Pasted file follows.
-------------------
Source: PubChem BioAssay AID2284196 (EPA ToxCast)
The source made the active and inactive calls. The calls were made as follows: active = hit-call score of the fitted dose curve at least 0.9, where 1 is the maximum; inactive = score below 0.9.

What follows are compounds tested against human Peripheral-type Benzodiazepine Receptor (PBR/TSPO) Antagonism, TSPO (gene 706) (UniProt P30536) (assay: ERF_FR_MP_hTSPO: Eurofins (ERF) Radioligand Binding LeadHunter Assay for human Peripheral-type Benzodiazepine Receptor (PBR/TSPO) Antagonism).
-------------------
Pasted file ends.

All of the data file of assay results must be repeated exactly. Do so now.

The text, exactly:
Source: PubChem BioAssay AID2284196 (EPA ToxCast)
The source made the active and inactive calls. The calls were made as follows: active = hit-call score of the fitted dose curve at least 0.9, where 1 is the maximum; inactive = score below 0.9.

What follows are compounds tested against human Peripheral-type Benzodiazepine Receptor (PBR/TSPO) Antagonism, TSPO (gene 706) (UniProt P30536) (assay: ERF_FR_MP_hTSPO: Eurofins (ERF) Radioligand Binding LeadHunter Assay for human Peripheral-type Benzodiazepine Receptor (PBR/TSPO) Antagonism).